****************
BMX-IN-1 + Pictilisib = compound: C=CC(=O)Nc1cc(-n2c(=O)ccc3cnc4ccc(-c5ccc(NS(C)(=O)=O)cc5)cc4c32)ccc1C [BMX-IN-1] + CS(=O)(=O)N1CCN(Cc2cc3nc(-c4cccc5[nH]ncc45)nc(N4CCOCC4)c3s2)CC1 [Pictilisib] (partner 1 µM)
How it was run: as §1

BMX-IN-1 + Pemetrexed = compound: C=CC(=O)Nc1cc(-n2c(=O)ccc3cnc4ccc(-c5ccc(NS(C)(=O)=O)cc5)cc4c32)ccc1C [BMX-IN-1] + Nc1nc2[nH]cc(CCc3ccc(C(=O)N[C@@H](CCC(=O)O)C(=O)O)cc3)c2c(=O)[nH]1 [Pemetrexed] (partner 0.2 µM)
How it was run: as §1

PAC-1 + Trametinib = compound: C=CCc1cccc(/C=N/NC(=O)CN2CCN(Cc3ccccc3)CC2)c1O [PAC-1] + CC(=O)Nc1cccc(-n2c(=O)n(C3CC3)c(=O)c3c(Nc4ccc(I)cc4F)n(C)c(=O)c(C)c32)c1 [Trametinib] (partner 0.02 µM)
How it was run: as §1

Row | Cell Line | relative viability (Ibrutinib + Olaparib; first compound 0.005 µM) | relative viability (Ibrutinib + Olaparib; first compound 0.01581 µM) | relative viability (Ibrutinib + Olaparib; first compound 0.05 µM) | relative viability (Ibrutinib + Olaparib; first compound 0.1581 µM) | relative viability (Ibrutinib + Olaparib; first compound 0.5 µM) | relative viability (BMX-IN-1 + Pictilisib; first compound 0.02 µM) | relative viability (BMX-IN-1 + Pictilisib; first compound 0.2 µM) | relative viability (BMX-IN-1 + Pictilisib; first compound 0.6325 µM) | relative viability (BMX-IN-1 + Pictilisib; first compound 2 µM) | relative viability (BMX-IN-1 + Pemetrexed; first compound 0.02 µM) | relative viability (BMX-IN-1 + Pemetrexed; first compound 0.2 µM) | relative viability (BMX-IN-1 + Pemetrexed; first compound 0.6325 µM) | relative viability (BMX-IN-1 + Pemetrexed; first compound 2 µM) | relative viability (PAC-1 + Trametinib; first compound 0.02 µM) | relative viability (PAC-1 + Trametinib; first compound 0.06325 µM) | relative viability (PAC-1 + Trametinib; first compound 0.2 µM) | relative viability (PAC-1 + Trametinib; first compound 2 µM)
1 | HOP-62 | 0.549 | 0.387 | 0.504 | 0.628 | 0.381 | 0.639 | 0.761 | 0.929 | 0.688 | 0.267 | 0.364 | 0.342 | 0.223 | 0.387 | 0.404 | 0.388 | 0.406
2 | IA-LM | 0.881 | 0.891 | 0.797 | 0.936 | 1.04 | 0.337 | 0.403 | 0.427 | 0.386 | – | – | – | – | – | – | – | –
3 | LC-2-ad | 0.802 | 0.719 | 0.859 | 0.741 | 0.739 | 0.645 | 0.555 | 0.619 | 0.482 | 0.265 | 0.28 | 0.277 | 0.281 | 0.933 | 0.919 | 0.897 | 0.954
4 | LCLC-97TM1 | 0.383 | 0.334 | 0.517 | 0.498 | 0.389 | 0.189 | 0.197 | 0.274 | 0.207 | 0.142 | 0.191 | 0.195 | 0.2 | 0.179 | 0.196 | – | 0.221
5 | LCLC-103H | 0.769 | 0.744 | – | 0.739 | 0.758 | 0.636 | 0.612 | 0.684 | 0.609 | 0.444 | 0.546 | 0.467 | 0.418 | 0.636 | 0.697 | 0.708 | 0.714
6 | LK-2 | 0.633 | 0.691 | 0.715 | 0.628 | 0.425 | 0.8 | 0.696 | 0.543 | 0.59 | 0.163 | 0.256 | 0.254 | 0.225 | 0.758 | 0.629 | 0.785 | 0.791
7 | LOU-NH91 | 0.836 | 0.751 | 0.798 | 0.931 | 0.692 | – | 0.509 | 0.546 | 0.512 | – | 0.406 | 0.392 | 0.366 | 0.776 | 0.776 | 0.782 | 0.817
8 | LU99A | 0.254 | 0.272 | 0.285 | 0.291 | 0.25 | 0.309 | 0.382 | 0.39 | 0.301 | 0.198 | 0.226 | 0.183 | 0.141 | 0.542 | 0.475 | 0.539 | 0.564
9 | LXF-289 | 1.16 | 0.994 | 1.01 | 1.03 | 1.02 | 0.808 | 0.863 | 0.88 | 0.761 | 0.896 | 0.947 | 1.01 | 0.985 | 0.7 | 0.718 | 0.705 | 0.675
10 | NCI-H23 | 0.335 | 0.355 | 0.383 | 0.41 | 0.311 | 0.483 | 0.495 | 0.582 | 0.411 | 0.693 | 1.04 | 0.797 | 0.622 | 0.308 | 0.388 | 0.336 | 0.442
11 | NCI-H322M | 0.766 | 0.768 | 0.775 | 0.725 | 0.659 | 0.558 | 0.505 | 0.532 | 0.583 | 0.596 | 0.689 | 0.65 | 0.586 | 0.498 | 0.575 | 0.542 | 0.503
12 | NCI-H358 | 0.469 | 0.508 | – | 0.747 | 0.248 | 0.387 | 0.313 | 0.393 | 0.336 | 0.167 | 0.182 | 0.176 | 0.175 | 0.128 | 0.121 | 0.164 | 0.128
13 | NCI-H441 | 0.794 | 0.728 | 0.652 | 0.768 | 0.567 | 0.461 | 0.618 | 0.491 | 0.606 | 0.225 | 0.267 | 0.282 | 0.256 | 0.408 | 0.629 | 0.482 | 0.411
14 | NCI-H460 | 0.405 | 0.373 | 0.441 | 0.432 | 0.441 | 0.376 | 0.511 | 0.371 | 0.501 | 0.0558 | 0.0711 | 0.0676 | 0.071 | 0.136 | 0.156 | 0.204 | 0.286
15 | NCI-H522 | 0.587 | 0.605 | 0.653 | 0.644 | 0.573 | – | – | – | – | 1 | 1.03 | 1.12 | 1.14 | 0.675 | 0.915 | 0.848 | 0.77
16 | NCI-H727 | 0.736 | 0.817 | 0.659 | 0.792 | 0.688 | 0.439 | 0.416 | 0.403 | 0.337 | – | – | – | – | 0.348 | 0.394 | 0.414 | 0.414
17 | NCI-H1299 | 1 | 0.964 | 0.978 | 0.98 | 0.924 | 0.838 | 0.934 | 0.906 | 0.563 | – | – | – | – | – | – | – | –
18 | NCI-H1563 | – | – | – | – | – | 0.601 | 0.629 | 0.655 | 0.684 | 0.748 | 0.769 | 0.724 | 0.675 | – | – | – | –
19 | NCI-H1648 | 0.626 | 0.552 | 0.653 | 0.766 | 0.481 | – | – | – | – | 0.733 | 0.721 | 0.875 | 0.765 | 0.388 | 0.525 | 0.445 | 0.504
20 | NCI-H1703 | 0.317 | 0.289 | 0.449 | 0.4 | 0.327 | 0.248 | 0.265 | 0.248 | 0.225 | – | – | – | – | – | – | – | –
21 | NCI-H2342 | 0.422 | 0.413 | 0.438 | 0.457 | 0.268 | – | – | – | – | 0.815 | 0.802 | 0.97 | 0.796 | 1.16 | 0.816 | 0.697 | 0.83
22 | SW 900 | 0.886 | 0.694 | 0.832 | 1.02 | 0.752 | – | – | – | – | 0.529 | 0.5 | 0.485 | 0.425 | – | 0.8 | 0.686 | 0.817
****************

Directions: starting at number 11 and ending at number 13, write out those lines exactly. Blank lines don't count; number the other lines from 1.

4 | LCLC-97TM1 | 0.383 | 0.334 | 0.517 | 0.498 | 0.389 | 0.189 | 0.197 | 0.274 | 0.207 | 0.142 | 0.191 | 0.195 | 0.2 | 0.179 | 0.196 | – | 0.221
5 | LCLC-103H | 0.769 | 0.744 | – | 0.739 | 0.758 | 0.636 | 0.612 | 0.684 | 0.609 | 0.444 | 0.546 | 0.467 | 0.418 | 0.636 | 0.697 | 0.708 | 0.714
6 | LK-2 | 0.633 | 0.691 | 0.715 | 0.628 | 0.425 | 0.8 | 0.696 | 0.543 | 0.59 | 0.163 | 0.256 | 0.254 | 0.225 | 0.758 | 0.629 | 0.785 | 0.791